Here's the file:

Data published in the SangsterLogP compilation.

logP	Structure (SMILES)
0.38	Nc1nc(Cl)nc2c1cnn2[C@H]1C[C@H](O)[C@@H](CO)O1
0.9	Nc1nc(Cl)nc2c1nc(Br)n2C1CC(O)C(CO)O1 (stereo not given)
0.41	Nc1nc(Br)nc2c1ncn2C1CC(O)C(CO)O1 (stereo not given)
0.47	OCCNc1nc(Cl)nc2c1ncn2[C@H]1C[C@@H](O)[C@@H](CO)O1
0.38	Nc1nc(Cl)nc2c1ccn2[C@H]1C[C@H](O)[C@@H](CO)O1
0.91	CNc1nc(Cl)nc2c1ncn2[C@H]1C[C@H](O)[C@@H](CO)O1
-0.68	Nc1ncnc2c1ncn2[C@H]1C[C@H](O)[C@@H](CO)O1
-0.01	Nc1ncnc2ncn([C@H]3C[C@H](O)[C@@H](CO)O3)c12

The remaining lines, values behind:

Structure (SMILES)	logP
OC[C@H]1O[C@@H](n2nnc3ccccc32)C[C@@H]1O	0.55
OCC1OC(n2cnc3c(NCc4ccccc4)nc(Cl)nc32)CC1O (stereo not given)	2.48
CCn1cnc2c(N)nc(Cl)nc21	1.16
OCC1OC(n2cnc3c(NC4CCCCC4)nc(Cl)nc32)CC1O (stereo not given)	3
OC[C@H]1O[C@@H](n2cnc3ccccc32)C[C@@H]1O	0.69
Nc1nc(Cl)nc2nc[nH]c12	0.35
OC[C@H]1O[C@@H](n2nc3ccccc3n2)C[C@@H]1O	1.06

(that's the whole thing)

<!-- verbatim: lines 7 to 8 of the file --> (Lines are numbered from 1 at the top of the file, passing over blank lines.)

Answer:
0.38	Nc1nc(Cl)nc2c1ccn2[C@H]1C[C@H](O)[C@@H](CO)O1
0.91	CNc1nc(Cl)nc2c1ncn2[C@H]1C[C@H](O)[C@@H](CO)O1